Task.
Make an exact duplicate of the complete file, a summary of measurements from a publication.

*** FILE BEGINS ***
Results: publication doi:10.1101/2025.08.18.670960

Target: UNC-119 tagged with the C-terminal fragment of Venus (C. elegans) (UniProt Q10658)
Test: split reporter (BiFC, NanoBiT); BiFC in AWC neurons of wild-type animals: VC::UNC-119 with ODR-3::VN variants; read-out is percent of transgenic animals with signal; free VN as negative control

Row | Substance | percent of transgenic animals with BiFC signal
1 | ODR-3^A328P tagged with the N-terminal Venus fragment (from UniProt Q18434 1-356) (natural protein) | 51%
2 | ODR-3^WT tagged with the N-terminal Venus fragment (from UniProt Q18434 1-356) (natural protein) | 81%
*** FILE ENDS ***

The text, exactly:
Results: publication doi:10.1101/2025.08.18.670960

Target: UNC-119 tagged with the C-terminal fragment of Venus (C. elegans) (UniProt Q10658)
Test: split reporter (BiFC, NanoBiT); BiFC in AWC neurons of wild-type animals: VC::UNC-119 with ODR-3::VN variants; read-out is percent of transgenic animals with signal; free VN as negative control

Row | Substance | percent of transgenic animals with BiFC signal
1 | ODR-3^A328P tagged with the N-terminal Venus fragment (from UniProt Q18434 1-356) (natural protein) | 51%
2 | ODR-3^WT tagged with the N-terminal Venus fragment (from UniProt Q18434 1-356) (natural protein) | 81%